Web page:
I love El for her logic and no-nonsense approach to life. She holds feminist values and just wants to be recognized for her own worth. She may seem disagreeable and mean, but when one is not raised from a position of privilege they do tend to go on defensive and even offensive mode if needed, because it’s the only way to survive in a world of limited resources. So yes, she may have been born with all the affinities and countenance that make a dark witch but she is missing one crucial element: her intentions are kind and pure.
“My anger’s a bad guest, my mother likes to say: comes without warning and stays a long time.”
Due to El’s personality and inhibitions, the book does not only feature a slow burn romance but slow burn friendships, too. El finally opening up and trusting people is such a joy to see. Another treat is the mother-daughter relationship between El and Gwen. They made me tear up so many times. I’m hoping to see more of her sweet mom in the next installments of the series. I also want to see how El will find a way to control her strength. I hope for her to finally have her moment, and be able to showcase her impressive potential without worrying about harming others.
I am excited with the direction Naomi Novik is taking us in order to show that evil is not defined by who we are (in terms of race, gender or family background), but by the choices that we make every day. This is my first time to read her work and I am obviously in love. I should have read her sooner. Apologies to a lot of you that has recommended her titles to me a million times!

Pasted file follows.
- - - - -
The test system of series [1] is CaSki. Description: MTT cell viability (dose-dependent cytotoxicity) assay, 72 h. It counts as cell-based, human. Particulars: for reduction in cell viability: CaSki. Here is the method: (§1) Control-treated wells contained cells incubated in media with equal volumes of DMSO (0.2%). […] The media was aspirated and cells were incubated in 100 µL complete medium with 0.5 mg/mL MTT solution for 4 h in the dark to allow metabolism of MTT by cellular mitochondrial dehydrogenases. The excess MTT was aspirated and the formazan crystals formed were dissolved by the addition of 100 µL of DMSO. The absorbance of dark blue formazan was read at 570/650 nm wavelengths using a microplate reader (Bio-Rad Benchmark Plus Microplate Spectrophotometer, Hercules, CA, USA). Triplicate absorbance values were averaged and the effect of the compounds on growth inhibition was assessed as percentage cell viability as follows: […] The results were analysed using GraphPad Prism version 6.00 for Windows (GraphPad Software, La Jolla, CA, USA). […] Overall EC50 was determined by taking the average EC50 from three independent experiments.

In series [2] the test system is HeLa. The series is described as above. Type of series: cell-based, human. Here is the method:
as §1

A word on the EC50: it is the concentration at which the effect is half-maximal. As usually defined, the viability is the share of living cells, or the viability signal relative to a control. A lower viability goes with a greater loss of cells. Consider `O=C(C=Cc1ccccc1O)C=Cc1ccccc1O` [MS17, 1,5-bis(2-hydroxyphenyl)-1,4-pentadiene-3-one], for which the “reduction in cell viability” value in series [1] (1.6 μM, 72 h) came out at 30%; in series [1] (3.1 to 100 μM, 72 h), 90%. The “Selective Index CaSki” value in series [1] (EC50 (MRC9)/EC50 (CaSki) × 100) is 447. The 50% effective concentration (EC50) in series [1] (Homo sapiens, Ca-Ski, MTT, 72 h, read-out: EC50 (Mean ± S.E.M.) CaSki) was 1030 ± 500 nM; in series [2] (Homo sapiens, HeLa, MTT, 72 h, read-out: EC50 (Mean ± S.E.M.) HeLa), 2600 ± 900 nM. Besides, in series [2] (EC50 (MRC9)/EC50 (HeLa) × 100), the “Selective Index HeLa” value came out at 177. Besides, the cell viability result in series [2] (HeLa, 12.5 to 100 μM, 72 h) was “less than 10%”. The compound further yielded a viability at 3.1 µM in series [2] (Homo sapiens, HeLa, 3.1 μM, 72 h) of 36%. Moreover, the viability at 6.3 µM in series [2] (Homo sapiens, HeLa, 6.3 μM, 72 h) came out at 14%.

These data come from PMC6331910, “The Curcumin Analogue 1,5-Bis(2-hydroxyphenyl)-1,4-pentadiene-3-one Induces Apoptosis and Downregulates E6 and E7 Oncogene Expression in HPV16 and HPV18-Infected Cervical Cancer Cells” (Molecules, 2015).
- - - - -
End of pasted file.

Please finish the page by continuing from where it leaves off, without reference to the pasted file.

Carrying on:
Big thanks to PRH International for sending over an ARC of Naomi Novik’s A DEADLY EDUCATION. This fact had no influence whatsoever on my final review. A few of my thoughts on this post may also appear in similar/familiar form in Fully Booked blog’s First Impressions of A Deadly Education featuring other Filipino bookworms.
MY JOURNAL SPREAD
The use of newspaper clippings for the letters took more effort than I expected, but it was also fun. The ghosts are borrowed from an old comics coloring book. I hope the artist (Brent Sabas) forgives me for cutting them out. ✌🏻 The Void was one of my favorite elements from the book. I’m glad I found an easy way to do it and I love how it came out.
“She says it’s too easy to call people evil instead of their choices and that lets people justify making evil choices. Because they convince themselves that it’s okay because they’re still good people overall inside their own heads. And yes, fine. But I think that after a certain number of evil choices, it’s reasonable shorthand to decide that someone’s an evil person who oughtn’t have the chance to make any more choices. And the more power someone has, the less slack they ought to be given.”
About the Author
An avid reader of fantasy literature since age six, when she first made her way through The Lord of the Rings, Naomi Novik is also a history buff with a particular interest in the Napoleonic era and a fondness for the work of Patrick O’Brian and Jane Austen. She studied English literature at Brown University, and did graduate work in computer science at Columbia University before leaving to participate in the design and development of the computer game Neverwinter Nights: Shadow of Undrentide. Over the course of a brief winter sojourn spent working on the game in Edmonton, Canada (accompanied by a truly alarming coat that now lives brooding in the depths of her closet), she realized she preferred writing to programming, and on returning to New York, decided to try her hand at novels.
Naomi lives in New York City with her husband and six computers. Her website is at naominovik.com
A Deadly Education (The Scholomance #1) by Naomi Novik
Hardcover, 336 pages
Published September 29th 2020 by Del Rey Books
Original Title: A Deadly Education
ISBN0593128486 (ISBN13: 9780593128480)
Edition Language: English
Series: The Scholomance #1
Genres: Fantasy | Young Adult | Magic | Horror | Paranormal